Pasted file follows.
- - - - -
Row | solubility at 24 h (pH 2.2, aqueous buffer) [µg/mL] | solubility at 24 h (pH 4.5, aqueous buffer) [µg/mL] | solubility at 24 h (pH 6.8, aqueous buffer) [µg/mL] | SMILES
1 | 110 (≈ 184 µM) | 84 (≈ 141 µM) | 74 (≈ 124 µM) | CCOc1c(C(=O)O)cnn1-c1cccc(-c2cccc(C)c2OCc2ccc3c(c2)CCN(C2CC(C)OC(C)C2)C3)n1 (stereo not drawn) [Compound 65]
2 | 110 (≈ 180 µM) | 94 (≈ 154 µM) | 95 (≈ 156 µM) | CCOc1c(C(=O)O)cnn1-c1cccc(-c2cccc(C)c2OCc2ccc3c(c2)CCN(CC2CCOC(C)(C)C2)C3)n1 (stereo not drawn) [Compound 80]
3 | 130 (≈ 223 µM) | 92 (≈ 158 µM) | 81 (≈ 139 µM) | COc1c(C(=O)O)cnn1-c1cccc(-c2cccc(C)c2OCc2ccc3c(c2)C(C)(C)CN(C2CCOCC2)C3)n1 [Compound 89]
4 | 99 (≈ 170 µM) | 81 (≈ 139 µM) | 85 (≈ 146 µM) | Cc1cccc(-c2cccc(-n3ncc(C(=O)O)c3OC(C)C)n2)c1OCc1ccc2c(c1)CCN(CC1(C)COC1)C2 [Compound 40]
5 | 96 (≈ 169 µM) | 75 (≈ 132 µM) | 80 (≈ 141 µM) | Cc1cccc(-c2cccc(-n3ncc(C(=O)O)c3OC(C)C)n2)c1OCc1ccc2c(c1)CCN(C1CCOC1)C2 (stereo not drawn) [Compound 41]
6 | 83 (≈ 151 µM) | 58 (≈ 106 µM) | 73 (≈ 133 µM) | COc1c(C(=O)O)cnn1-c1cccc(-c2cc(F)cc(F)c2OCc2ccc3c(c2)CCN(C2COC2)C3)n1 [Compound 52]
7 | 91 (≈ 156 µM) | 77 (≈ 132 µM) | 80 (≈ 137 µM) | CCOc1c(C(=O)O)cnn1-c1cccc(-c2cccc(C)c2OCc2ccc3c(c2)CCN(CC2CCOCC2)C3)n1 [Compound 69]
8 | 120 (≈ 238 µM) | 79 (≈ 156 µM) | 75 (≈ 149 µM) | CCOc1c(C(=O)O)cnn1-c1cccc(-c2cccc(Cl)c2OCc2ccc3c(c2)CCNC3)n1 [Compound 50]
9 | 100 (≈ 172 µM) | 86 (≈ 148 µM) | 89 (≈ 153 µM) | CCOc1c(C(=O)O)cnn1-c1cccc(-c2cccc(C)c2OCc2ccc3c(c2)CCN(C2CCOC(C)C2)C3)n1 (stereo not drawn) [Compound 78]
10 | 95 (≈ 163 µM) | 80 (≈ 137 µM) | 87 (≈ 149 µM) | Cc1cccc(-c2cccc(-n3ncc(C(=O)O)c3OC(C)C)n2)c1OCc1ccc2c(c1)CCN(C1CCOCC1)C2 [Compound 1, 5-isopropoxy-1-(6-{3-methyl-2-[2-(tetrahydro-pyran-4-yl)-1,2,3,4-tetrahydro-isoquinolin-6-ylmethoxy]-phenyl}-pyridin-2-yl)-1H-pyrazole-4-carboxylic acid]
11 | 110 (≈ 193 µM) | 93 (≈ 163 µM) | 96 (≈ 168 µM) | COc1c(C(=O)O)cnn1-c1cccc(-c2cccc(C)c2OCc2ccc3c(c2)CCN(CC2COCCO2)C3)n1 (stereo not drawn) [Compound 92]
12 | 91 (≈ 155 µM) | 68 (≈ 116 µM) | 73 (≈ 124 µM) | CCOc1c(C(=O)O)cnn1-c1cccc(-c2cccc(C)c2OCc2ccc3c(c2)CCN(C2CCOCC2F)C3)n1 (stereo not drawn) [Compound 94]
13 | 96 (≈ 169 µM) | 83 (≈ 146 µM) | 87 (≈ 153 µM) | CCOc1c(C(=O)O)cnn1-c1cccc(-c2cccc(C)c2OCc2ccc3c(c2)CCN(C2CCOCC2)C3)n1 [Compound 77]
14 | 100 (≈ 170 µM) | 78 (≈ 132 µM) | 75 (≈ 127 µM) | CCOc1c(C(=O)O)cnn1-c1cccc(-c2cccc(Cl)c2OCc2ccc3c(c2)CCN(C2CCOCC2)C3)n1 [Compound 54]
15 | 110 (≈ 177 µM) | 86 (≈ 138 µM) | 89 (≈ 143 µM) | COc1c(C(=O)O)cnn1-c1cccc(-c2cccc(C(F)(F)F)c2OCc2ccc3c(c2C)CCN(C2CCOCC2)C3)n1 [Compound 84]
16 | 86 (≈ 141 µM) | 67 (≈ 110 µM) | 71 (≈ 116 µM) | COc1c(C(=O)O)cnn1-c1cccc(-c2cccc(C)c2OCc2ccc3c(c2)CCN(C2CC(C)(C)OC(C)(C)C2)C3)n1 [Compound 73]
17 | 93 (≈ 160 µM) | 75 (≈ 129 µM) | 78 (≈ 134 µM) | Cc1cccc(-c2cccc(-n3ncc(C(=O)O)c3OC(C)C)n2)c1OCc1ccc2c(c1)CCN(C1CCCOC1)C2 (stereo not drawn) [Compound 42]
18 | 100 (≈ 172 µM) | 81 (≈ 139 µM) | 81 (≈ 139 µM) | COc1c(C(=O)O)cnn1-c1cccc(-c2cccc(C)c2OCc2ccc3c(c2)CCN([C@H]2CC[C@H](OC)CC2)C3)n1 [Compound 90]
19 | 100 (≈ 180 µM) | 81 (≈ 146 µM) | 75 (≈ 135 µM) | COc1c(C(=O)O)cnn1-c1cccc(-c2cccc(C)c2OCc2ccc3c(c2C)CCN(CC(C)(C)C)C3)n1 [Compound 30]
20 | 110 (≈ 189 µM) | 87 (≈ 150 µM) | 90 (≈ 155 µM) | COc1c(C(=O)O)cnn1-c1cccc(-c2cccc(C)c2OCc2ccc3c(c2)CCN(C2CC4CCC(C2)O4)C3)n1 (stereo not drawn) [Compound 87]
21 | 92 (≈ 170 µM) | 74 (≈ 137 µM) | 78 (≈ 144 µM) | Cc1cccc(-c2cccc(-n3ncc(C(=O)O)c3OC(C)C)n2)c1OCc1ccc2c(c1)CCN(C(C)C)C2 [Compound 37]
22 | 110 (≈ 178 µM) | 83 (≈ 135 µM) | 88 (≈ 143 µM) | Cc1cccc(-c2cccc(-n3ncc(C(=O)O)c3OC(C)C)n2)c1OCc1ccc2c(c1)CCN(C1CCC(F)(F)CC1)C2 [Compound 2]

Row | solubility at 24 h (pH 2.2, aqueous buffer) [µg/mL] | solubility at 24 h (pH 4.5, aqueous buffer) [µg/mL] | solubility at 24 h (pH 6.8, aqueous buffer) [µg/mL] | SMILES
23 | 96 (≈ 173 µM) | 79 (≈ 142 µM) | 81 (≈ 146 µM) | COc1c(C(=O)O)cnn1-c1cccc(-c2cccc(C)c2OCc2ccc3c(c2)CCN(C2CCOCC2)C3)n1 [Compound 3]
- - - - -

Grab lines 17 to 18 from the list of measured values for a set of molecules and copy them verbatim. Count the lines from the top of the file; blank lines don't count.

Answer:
16 | 86 (≈ 141 µM) | 67 (≈ 110 µM) | 71 (≈ 116 µM) | COc1c(C(=O)O)cnn1-c1cccc(-c2cccc(C)c2OCc2ccc3c(c2)CCN(C2CC(C)(C)OC(C)(C)C2)C3)n1 [Compound 73]
17 | 93 (≈ 160 µM) | 75 (≈ 129 µM) | 78 (≈ 134 µM) | Cc1cccc(-c2cccc(-n3ncc(C(=O)O)c3OC(C)C)n2)c1OCc1ccc2c(c1)CCN(C1CCCOC1)C2 (stereo not drawn) [Compound 42]